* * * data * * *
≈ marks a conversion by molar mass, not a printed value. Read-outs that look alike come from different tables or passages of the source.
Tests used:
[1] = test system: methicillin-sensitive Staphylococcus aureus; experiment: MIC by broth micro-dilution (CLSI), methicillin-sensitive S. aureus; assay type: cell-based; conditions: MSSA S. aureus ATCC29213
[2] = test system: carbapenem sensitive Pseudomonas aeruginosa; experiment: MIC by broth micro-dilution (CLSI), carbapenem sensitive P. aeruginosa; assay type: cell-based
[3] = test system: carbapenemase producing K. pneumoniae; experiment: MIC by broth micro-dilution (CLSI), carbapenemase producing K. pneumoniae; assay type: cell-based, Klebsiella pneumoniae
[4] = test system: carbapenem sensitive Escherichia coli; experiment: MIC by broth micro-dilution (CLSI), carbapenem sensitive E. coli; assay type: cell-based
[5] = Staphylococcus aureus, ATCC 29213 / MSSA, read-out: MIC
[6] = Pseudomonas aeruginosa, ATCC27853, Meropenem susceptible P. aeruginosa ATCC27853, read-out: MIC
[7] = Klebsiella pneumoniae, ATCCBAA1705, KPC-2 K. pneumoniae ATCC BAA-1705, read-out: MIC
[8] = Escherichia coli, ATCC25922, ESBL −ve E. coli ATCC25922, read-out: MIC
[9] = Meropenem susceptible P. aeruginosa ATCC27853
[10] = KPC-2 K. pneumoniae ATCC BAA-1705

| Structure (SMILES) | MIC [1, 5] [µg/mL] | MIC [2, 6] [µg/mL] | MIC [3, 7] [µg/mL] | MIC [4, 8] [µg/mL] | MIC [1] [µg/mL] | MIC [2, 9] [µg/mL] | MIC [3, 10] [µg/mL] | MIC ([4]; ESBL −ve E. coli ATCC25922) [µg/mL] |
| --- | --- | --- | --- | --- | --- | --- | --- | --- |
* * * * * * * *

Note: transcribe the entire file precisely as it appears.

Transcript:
≈ marks a conversion by molar mass, not a printed value. Read-outs that look alike come from different tables or passages of the source.
Tests used:
[1] = test system: methicillin-sensitive Staphylococcus aureus; experiment: MIC by broth micro-dilution (CLSI), methicillin-sensitive S. aureus; assay type: cell-based; conditions: MSSA S. aureus ATCC29213
[2] = test system: carbapenem sensitive Pseudomonas aeruginosa; experiment: MIC by broth micro-dilution (CLSI), carbapenem sensitive P. aeruginosa; assay type: cell-based
[3] = test system: carbapenemase producing K. pneumoniae; experiment: MIC by broth micro-dilution (CLSI), carbapenemase producing K. pneumoniae; assay type: cell-based, Klebsiella pneumoniae
[4] = test system: carbapenem sensitive Escherichia coli; experiment: MIC by broth micro-dilution (CLSI), carbapenem sensitive E. coli; assay type: cell-based
[5] = Staphylococcus aureus, ATCC 29213 / MSSA, read-out: MIC
[6] = Pseudomonas aeruginosa, ATCC27853, Meropenem susceptible P. aeruginosa ATCC27853, read-out: MIC
[7] = Klebsiella pneumoniae, ATCCBAA1705, KPC-2 K. pneumoniae ATCC BAA-1705, read-out: MIC
[8] = Escherichia coli, ATCC25922, ESBL −ve E. coli ATCC25922, read-out: MIC
[9] = Meropenem susceptible P. aeruginosa ATCC27853
[10] = KPC-2 K. pneumoniae ATCC BAA-1705

| Structure (SMILES) | MIC [1, 5] [µg/mL] | MIC [2, 6] [µg/mL] | MIC [3, 7] [µg/mL] | MIC [4, 8] [µg/mL] | MIC [1] [µg/mL] | MIC [2, 9] [µg/mL] | MIC [3, 10] [µg/mL] | MIC ([4]; ESBL −ve E. coli ATCC25922) [µg/mL] |
| --- | --- | --- | --- | --- | --- | --- | --- | --- |